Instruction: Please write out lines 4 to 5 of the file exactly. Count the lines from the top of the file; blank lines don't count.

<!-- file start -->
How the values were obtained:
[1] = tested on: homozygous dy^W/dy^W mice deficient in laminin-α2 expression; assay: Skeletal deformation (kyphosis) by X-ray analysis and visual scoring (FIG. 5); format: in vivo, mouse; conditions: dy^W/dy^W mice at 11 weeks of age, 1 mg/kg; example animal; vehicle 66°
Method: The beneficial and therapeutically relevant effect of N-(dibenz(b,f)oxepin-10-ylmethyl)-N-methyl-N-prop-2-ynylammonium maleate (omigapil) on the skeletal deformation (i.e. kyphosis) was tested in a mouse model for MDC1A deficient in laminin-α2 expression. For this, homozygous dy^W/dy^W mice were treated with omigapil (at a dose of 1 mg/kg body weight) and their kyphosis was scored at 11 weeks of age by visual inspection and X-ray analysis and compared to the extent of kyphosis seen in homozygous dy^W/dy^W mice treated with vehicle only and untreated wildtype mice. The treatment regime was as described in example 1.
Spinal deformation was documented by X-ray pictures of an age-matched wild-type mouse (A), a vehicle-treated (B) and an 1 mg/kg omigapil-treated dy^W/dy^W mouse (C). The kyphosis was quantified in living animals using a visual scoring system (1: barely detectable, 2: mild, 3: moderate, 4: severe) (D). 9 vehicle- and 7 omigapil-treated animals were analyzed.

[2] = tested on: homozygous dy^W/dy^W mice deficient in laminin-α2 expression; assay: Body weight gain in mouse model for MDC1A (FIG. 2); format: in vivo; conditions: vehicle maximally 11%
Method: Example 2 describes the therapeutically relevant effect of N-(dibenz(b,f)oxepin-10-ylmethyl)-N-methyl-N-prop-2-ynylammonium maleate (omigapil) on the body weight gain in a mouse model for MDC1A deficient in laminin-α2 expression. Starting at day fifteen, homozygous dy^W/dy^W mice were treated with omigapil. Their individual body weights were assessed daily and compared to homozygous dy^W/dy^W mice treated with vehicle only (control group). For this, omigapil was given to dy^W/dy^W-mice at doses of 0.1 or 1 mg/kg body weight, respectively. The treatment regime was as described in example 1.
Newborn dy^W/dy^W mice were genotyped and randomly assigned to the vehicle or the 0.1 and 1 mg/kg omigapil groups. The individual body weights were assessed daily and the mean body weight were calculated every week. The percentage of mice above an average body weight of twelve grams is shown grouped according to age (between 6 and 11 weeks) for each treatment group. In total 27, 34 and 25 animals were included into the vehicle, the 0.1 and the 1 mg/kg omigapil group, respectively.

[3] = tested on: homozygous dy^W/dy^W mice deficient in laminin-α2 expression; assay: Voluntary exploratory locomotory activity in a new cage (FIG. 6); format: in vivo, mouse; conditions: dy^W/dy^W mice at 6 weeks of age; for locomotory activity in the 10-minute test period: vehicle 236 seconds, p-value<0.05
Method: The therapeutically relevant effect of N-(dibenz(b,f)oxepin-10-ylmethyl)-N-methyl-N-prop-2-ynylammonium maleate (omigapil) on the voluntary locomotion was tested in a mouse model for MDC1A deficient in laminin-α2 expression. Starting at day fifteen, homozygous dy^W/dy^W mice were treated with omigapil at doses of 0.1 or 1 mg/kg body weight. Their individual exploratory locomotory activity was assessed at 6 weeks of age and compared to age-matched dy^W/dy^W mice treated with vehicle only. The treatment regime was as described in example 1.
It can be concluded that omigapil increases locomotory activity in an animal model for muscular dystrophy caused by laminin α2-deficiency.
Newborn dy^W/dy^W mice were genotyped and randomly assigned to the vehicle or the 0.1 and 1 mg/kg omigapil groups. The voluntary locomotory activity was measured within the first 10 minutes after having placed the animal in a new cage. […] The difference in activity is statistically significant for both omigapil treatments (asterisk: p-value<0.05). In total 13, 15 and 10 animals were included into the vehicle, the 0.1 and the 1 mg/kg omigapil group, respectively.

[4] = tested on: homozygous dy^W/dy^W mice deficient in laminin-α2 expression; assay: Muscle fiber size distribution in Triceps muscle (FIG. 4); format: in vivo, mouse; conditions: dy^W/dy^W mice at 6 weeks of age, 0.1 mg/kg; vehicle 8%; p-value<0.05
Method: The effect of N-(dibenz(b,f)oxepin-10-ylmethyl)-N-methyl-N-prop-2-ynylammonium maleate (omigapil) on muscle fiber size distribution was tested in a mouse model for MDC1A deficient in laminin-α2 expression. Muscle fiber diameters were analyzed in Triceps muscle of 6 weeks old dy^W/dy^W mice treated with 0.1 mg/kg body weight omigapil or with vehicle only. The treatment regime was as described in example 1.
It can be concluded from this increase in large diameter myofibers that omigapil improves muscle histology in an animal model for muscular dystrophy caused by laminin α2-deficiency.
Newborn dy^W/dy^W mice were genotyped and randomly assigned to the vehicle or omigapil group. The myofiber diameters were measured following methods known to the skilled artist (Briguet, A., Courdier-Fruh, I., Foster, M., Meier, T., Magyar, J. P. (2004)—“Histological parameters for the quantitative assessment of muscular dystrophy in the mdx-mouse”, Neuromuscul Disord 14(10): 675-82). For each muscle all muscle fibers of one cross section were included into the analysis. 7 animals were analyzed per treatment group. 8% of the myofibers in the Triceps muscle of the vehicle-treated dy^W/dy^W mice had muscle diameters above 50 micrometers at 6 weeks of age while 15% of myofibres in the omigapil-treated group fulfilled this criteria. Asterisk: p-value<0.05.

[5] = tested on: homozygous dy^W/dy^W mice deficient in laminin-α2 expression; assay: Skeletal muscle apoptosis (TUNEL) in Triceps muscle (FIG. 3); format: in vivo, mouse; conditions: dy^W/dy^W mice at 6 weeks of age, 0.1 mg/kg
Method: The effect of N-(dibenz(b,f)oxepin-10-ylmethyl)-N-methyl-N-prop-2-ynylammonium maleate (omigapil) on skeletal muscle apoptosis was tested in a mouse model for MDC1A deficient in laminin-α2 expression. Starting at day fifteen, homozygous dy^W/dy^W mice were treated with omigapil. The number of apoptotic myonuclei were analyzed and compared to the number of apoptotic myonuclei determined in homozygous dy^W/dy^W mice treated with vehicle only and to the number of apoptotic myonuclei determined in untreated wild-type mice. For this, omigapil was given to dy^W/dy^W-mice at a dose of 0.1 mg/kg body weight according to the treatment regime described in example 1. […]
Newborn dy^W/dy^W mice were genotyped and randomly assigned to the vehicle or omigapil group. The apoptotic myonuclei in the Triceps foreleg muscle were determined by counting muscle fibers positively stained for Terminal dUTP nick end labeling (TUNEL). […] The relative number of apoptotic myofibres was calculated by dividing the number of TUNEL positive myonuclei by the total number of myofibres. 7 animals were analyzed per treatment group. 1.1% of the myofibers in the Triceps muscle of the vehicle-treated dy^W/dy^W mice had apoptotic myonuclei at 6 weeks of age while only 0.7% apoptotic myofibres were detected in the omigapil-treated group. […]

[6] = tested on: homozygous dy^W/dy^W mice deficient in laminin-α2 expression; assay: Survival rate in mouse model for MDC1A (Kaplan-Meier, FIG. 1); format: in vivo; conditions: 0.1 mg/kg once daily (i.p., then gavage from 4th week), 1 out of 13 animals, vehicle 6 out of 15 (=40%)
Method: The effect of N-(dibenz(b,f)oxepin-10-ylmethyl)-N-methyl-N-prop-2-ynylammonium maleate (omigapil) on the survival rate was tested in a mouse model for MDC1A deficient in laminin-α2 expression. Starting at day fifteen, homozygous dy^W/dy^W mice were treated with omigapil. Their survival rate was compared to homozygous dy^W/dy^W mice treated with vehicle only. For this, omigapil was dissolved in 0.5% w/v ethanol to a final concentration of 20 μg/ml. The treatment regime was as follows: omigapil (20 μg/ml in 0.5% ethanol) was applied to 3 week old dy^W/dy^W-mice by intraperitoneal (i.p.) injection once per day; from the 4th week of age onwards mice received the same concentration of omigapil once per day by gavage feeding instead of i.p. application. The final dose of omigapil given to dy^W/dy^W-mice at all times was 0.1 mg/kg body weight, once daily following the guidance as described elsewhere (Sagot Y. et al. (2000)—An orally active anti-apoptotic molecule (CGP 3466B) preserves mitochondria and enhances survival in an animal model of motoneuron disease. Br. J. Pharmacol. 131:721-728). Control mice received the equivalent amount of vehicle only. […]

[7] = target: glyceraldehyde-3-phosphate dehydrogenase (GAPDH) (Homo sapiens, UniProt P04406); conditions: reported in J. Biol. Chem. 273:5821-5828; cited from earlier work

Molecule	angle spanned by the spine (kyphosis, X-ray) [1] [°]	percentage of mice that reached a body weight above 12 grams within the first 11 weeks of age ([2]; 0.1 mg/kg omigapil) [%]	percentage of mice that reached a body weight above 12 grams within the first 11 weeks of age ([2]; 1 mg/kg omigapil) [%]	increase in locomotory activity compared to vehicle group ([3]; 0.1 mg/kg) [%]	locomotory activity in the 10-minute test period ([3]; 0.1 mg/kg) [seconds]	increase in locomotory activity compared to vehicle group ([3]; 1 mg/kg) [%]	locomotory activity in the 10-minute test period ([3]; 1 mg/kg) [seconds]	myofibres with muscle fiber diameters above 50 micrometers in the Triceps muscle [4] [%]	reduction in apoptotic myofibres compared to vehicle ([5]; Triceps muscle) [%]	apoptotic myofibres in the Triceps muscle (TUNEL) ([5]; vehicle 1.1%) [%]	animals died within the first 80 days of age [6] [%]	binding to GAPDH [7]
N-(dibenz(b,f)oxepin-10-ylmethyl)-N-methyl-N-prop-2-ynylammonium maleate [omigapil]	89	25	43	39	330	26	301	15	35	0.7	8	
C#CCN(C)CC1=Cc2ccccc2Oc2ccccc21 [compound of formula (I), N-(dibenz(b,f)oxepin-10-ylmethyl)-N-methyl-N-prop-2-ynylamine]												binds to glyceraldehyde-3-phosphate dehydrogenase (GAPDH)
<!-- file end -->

Spinal deformation was documented by X-ray pictures of an age-matched wild-type mouse (A), a vehicle-treated (B) and an 1 mg/kg omigapil-treated dy^W/dy^W mouse (C). The kyphosis was quantified in living animals using a visual scoring system (1: barely detectable, 2: mild, 3: moderate, 4: severe) (D). 9 vehicle- and 7 omigapil-treated animals were analyzed.

[2] = tested on: homozygous dy^W/dy^W mice deficient in laminin-α2 expression; assay: Body weight gain in mouse model for MDC1A (FIG. 2); format: in vivo; conditions: vehicle maximally 11%